Copyright law protects orphan and parented works equally--but it shouldn't. Consequently, current law unnecessarily restrains public access to works that authors have not exercised dominion over for decades. This problem has come to the fore in the Google Books settlement, which critics argue will give Google a de facto monopoly over orphan works. But this criticism implicates an obvious question: Why are orphan works protected by copyright law in the first place? If orphan works were in the public domain, then no one would worry about Google's supposed "monopoly" because Google's competitors would be free to copy the works without facing class action lawsuits. To address these concerns, I propose a new equitable defense to copyright infringement: the orphan theory of abandonment.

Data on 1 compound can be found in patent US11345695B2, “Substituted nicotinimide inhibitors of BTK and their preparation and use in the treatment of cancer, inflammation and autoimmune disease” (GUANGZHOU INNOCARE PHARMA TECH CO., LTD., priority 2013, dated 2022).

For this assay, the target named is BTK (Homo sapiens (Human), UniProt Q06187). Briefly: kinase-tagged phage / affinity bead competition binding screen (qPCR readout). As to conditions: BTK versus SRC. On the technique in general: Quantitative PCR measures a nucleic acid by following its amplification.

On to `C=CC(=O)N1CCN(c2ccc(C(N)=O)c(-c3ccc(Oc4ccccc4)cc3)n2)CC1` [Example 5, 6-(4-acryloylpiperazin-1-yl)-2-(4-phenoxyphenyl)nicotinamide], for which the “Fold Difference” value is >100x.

Matthew W. Turetzky, Applying Copyright Abandonment in the Digital Age, 9 Duke Law & Technology Review 1-14 (2010).